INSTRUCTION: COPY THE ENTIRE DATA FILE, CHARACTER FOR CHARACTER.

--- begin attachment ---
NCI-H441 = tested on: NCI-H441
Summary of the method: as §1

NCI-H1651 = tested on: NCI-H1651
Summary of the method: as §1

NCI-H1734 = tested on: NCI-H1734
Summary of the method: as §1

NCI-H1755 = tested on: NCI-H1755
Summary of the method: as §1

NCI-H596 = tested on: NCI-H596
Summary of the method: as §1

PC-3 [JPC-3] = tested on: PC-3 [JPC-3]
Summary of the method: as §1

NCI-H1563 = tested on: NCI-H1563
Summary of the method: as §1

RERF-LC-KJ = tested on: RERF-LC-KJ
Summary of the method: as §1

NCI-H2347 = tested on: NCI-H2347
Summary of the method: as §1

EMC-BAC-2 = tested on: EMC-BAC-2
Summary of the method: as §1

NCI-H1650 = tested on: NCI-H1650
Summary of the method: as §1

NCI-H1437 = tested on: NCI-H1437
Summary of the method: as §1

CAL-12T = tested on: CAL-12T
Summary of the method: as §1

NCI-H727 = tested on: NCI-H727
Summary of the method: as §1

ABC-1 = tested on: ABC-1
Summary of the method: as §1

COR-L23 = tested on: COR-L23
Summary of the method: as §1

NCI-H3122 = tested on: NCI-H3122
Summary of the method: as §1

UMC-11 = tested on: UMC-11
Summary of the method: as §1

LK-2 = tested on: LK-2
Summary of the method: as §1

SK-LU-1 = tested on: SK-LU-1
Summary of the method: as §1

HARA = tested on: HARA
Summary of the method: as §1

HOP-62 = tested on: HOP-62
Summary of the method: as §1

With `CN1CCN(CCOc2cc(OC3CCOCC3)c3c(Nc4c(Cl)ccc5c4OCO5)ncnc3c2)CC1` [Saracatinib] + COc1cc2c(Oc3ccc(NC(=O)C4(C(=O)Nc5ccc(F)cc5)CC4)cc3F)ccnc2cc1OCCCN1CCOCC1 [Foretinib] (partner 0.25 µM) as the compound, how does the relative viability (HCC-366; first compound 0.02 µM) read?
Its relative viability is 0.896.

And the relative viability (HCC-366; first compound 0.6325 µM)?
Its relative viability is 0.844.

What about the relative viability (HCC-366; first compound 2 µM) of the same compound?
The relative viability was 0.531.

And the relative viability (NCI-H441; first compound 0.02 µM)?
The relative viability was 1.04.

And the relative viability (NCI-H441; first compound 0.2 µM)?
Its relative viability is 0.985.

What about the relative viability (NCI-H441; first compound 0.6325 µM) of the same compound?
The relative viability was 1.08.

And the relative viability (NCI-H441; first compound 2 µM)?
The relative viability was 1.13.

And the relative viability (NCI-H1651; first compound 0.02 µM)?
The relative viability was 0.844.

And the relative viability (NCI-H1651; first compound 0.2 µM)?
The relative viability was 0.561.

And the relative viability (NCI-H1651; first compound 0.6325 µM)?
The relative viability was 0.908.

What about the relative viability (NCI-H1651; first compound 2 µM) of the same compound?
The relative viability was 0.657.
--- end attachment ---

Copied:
NCI-H441 = tested on: NCI-H441
Summary of the method: as §1

NCI-H1651 = tested on: NCI-H1651
Summary of the method: as §1

NCI-H1734 = tested on: NCI-H1734
Summary of the method: as §1

NCI-H1755 = tested on: NCI-H1755
Summary of the method: as §1

NCI-H596 = tested on: NCI-H596
Summary of the method: as §1

PC-3 [JPC-3] = tested on: PC-3 [JPC-3]
Summary of the method: as §1

NCI-H1563 = tested on: NCI-H1563
Summary of the method: as §1

RERF-LC-KJ = tested on: RERF-LC-KJ
Summary of the method: as §1

NCI-H2347 = tested on: NCI-H2347
Summary of the method: as §1

EMC-BAC-2 = tested on: EMC-BAC-2
Summary of the method: as §1

NCI-H1650 = tested on: NCI-H1650
Summary of the method: as §1

NCI-H1437 = tested on: NCI-H1437
Summary of the method: as §1

CAL-12T = tested on: CAL-12T
Summary of the method: as §1

NCI-H727 = tested on: NCI-H727
Summary of the method: as §1

ABC-1 = tested on: ABC-1
Summary of the method: as §1

COR-L23 = tested on: COR-L23
Summary of the method: as §1

NCI-H3122 = tested on: NCI-H3122
Summary of the method: as §1

UMC-11 = tested on: UMC-11
Summary of the method: as §1

LK-2 = tested on: LK-2
Summary of the method: as §1

SK-LU-1 = tested on: SK-LU-1
Summary of the method: as §1

HARA = tested on: HARA
Summary of the method: as §1

HOP-62 = tested on: HOP-62
Summary of the method: as §1

With `CN1CCN(CCOc2cc(OC3CCOCC3)c3c(Nc4c(Cl)ccc5c4OCO5)ncnc3c2)CC1` [Saracatinib] + COc1cc2c(Oc3ccc(NC(=O)C4(C(=O)Nc5ccc(F)cc5)CC4)cc3F)ccnc2cc1OCCCN1CCOCC1 [Foretinib] (partner 0.25 µM) as the compound, how does the relative viability (HCC-366; first compound 0.02 µM) read?
Its relative viability is 0.896.

And the relative viability (HCC-366; first compound 0.6325 µM)?
Its relative viability is 0.844.

What about the relative viability (HCC-366; first compound 2 µM) of the same compound?
The relative viability was 0.531.

And the relative viability (NCI-H441; first compound 0.02 µM)?
The relative viability was 1.04.

And the relative viability (NCI-H441; first compound 0.2 µM)?
Its relative viability is 0.985.

What about the relative viability (NCI-H441; first compound 0.6325 µM) of the same compound?
The relative viability was 1.08.

And the relative viability (NCI-H441; first compound 2 µM)?
The relative viability was 1.13.

And the relative viability (NCI-H1651; first compound 0.02 µM)?
The relative viability was 0.844.

And the relative viability (NCI-H1651; first compound 0.2 µM)?
The relative viability was 0.561.

And the relative viability (NCI-H1651; first compound 0.6325 µM)?
The relative viability was 0.908.

What about the relative viability (NCI-H1651; first compound 2 µM) of the same compound?
The relative viability was 0.657.